Christian Values


At Finmere we believe that it is important to develop core values by which to live and cultivate moral virtues that support and form character, spiritual awareness and self-esteem. We feel a deep responsibility to nurture core values that can be shared and expressed by all regardless of faith or belief. As a school and community we seek to explore the meanings of core values and their significance in Christianity, other religions and secular teachings.

As a whole school community we have advocated distinctive values that we believe give our school a core purpose. The gifts of friendship, thankfulness, community,  endurance, compassion, forgiveness, peace, wisdom, trust, love, tolerance and hope are the values we want our children to leave with. While these gifts are inclusive of human values we try to anchor them into the Christian faith by relating them to the bible through stories and readings.

Our Christian values:


Christian Value

Fellowship Time dates and theme


Community and Thankfulness

Harvest – fruits of the Spirit

Light/feeling good about ourselves – Jesus light of the world




Remembrance/helping others

Christmas Story/workshop




New beginnings

Valentines/love thy neighbour


Forgiveness and Endurance

Baptism – Jesus being baptised

Easter story/workshop




Promises/marriage/story of water to wine



Tolerance and Friendship

Listening, caring, and sharing – Feeding the five thousand

Reflection – Visit to church/art in church


By working together as a community we can achieve these Christian Values.



  • Can we see signs around the school that tell us it is a hopeful place? Can we improve and celebrate this?
  • Can we explain our hopes for the school and how they relate to Christian hope?
  • Can we offer the opportunity of a new start to those who need a second chance?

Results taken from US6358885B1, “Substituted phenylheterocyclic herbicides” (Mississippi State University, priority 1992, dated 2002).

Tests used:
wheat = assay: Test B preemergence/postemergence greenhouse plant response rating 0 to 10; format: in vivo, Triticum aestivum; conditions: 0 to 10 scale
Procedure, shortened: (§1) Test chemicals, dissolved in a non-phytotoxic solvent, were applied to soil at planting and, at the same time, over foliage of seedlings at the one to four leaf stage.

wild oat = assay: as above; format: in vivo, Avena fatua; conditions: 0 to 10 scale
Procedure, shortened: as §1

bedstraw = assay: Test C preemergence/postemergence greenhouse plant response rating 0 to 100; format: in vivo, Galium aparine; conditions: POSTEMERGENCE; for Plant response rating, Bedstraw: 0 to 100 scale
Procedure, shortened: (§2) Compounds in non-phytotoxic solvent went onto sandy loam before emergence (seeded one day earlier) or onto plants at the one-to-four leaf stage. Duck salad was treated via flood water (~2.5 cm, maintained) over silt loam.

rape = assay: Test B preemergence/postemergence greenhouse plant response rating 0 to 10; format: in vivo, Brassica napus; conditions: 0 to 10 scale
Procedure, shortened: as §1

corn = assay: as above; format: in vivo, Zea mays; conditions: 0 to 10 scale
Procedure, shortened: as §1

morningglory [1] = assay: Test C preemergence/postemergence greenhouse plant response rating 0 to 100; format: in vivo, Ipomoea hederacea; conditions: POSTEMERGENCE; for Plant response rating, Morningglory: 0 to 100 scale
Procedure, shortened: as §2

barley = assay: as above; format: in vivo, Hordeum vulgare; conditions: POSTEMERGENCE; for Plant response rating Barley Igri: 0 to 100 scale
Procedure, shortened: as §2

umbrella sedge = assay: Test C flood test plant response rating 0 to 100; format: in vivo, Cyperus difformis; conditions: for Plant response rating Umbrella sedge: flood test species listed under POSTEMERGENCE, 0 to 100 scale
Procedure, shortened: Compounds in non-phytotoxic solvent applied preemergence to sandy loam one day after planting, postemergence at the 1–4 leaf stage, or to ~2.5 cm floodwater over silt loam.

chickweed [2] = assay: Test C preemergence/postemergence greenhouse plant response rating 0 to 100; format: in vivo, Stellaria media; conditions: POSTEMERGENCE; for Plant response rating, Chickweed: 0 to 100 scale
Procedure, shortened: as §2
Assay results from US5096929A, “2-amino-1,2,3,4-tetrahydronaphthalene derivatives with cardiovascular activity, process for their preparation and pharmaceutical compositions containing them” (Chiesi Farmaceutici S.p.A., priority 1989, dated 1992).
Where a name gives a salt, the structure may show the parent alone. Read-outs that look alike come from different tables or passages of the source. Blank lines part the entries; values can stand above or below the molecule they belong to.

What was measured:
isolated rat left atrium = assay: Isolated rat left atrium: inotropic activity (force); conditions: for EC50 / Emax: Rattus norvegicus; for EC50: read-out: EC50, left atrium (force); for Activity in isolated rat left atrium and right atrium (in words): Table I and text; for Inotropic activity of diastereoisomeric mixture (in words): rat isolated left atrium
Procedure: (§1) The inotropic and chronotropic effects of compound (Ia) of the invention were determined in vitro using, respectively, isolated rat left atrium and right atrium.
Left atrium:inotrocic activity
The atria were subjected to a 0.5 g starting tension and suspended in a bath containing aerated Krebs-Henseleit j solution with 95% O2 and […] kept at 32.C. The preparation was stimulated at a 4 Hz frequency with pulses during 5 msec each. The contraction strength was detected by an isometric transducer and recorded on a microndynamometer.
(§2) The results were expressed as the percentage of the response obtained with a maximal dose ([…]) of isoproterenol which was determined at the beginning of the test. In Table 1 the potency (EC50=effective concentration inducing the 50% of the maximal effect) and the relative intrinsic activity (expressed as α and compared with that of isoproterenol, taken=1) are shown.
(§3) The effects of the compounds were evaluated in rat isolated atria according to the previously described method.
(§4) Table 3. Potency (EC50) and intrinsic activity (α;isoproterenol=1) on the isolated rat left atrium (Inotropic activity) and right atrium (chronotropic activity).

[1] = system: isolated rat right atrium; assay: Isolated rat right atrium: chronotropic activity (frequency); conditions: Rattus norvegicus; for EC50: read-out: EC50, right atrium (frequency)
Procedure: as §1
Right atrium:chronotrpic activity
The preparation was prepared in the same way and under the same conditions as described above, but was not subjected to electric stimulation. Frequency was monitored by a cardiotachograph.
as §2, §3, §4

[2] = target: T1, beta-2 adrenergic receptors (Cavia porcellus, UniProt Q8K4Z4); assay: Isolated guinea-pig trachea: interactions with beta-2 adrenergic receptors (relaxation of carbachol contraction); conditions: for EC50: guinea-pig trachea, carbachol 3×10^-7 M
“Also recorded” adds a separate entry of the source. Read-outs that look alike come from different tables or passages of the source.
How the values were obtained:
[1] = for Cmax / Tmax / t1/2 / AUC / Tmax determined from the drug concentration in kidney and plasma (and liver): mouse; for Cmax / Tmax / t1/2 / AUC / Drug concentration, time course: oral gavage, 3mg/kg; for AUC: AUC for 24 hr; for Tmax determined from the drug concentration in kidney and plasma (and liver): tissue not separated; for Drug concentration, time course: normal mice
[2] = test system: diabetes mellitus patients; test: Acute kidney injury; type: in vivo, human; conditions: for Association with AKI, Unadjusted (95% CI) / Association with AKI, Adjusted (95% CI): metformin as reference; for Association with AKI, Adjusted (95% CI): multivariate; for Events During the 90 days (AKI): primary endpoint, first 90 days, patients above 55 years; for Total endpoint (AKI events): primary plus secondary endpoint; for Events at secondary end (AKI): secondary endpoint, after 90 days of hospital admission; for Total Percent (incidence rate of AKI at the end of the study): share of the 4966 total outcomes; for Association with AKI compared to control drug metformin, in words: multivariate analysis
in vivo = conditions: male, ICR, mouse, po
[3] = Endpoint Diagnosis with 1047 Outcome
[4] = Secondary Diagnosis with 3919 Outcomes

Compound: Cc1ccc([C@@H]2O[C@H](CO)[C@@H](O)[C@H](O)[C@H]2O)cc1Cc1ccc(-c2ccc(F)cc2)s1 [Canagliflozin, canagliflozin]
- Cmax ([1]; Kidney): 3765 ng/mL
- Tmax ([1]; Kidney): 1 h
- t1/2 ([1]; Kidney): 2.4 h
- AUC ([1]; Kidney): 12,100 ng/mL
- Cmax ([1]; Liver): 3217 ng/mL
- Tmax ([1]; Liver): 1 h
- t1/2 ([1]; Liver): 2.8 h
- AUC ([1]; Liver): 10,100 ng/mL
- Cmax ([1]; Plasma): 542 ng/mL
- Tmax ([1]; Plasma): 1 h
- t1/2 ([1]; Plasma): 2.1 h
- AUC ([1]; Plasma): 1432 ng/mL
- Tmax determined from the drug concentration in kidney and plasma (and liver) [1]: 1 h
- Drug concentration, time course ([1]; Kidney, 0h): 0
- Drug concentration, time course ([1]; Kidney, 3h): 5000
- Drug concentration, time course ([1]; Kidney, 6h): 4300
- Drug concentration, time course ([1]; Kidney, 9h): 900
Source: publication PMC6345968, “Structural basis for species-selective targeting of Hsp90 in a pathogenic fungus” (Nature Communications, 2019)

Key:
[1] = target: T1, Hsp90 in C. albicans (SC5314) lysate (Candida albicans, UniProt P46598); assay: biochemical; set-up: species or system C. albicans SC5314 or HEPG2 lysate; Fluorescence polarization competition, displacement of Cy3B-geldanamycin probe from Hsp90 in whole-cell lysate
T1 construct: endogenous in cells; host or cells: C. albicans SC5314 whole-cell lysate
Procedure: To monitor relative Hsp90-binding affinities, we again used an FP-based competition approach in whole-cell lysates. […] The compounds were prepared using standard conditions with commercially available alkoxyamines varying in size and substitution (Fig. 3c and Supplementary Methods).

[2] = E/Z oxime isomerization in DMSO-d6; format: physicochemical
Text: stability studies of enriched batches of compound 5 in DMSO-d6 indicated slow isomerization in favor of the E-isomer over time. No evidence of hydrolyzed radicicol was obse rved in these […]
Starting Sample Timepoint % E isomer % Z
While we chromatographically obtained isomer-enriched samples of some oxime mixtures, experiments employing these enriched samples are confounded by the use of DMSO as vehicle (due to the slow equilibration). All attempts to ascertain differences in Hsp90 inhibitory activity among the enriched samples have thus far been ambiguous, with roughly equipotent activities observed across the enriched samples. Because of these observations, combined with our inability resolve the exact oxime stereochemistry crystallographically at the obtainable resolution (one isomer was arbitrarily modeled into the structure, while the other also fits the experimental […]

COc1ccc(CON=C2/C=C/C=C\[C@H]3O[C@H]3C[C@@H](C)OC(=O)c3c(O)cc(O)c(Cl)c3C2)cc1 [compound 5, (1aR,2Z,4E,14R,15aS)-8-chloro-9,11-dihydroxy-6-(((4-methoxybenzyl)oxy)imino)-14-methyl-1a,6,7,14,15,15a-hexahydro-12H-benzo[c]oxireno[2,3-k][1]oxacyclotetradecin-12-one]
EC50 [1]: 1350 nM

• Can we express our appreciation and thankfulness in the life of the school?
  • Can we demonstrate that we see the good things of life as a blessing and a gift rather than a right?
  • Can we be thankful for more than just material possessions?



  • Can we define what a peaceful school or a peaceful classroom is? How do we contribute our Christian ethos to this?
  • Can we resolve our conflicts in a fair way? What skills and strategies do we have to help us?
  • Can we develop ‘peace makers’ and equip them with the necessary skills to be effective?



  • Can we explain the values on which our school is based?
  • Can we recognise the wisdom in one another? (Pupils in adults ….  Adults in pupils.)
  • Can we examine the values that develop our attitudes, aspirations and decision making?



  • Can we understand that some things are worth working for even when they do not bring instant results? Can we develop patience?
  • Can we demonstrate compassion and concern for others when facing difficult times?
  • Can we show regard for things that have enduring value in a world of changing fashions and conflicting opinions?



  • Can we recognise that we all make mistakes and need forgiveness from God and each other?
  • Can we help those who have done wrong to make amends?
  • Can we put forgiveness at the heart of everything that we do?



  • Can we understand the importance of ensuring that everyone is included? How can we do this?
  • Can we support those who are experiencing difficulties?
  • Can we recognise and celebrate acts of compassion that are sensitive to everyone?



  • Can we encourage and promote relationships of trust in our school?
  • Can we learn to make and trust our own judgements?
  • Can we successfully deal with situations when trust is broken?



  • Can we see ourselves as members of ‘one body’ (special members of our school, our village, our church) where everyone has something to offer to the whole?
  • Can we develop and strengthen our links with the church to the mutual benefit of us both?
  • Can we make the school lie at the heart of the community?


  • Can we recognise and promote the signs that our school is a friendly school?
  • Can we follow guidance and implement strategies for making and maintaining friendships?
  • Can we take responsibility, especially our older pupils, to support younger pupils in our school?